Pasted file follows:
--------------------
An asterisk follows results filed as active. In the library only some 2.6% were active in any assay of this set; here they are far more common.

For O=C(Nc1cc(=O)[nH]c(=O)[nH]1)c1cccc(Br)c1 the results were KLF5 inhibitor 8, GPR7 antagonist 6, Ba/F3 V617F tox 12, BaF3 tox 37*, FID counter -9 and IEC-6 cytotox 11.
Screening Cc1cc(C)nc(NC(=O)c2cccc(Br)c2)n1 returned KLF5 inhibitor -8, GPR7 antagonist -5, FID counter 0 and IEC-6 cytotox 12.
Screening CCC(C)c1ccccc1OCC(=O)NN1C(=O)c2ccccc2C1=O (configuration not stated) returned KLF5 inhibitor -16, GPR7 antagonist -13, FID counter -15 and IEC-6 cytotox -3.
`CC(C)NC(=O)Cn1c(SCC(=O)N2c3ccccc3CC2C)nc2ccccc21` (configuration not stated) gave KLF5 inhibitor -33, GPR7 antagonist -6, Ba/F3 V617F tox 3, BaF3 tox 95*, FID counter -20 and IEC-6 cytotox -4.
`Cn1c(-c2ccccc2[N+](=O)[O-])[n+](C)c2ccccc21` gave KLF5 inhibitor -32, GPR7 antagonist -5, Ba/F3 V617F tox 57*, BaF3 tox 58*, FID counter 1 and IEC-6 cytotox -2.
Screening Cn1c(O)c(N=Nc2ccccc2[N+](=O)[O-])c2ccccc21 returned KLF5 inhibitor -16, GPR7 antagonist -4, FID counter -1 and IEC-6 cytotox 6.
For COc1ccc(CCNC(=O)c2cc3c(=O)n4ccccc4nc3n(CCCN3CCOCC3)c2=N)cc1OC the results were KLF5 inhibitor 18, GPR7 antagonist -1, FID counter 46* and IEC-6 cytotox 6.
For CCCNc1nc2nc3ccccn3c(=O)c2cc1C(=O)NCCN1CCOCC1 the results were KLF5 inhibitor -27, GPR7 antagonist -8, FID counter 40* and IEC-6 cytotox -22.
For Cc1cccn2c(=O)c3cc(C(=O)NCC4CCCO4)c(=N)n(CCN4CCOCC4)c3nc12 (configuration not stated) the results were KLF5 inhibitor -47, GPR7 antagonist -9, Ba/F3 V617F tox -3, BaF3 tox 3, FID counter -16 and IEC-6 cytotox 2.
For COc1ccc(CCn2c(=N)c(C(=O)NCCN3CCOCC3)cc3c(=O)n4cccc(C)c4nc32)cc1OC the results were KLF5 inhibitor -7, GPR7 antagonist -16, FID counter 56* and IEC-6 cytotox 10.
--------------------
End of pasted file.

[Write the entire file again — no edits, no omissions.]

An asterisk follows results filed as active. In the library only some 2.6% were active in any assay of this set; here they are far more common.

For O=C(Nc1cc(=O)[nH]c(=O)[nH]1)c1cccc(Br)c1 the results were KLF5 inhibitor 8, GPR7 antagonist 6, Ba/F3 V617F tox 12, BaF3 tox 37*, FID counter -9 and IEC-6 cytotox 11.
Screening Cc1cc(C)nc(NC(=O)c2cccc(Br)c2)n1 returned KLF5 inhibitor -8, GPR7 antagonist -5, FID counter 0 and IEC-6 cytotox 12.
Screening CCC(C)c1ccccc1OCC(=O)NN1C(=O)c2ccccc2C1=O (configuration not stated) returned KLF5 inhibitor -16, GPR7 antagonist -13, FID counter -15 and IEC-6 cytotox -3.
`CC(C)NC(=O)Cn1c(SCC(=O)N2c3ccccc3CC2C)nc2ccccc21` (configuration not stated) gave KLF5 inhibitor -33, GPR7 antagonist -6, Ba/F3 V617F tox 3, BaF3 tox 95*, FID counter -20 and IEC-6 cytotox -4.
`Cn1c(-c2ccccc2[N+](=O)[O-])[n+](C)c2ccccc21` gave KLF5 inhibitor -32, GPR7 antagonist -5, Ba/F3 V617F tox 57*, BaF3 tox 58*, FID counter 1 and IEC-6 cytotox -2.
Screening Cn1c(O)c(N=Nc2ccccc2[N+](=O)[O-])c2ccccc21 returned KLF5 inhibitor -16, GPR7 antagonist -4, FID counter -1 and IEC-6 cytotox 6.
For COc1ccc(CCNC(=O)c2cc3c(=O)n4ccccc4nc3n(CCCN3CCOCC3)c2=N)cc1OC the results were KLF5 inhibitor 18, GPR7 antagonist -1, FID counter 46* and IEC-6 cytotox 6.
For CCCNc1nc2nc3ccccn3c(=O)c2cc1C(=O)NCCN1CCOCC1 the results were KLF5 inhibitor -27, GPR7 antagonist -8, FID counter 40* and IEC-6 cytotox -22.
For Cc1cccn2c(=O)c3cc(C(=O)NCC4CCCO4)c(=N)n(CCN4CCOCC4)c3nc12 (configuration not stated) the results were KLF5 inhibitor -47, GPR7 antagonist -9, Ba/F3 V617F tox -3, BaF3 tox 3, FID counter -16 and IEC-6 cytotox 2.
For COc1ccc(CCn2c(=N)c(C(=O)NCCN3CCOCC3)cc3c(=O)n4cccc(C)c4nc32)cc1OC the results were KLF5 inhibitor -7, GPR7 antagonist -16, FID counter 56* and IEC-6 cytotox 10.